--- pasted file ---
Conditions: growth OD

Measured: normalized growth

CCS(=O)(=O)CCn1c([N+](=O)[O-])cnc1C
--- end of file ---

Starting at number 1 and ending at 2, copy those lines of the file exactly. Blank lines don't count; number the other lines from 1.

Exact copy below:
Conditions: growth OD

Measured: normalized growth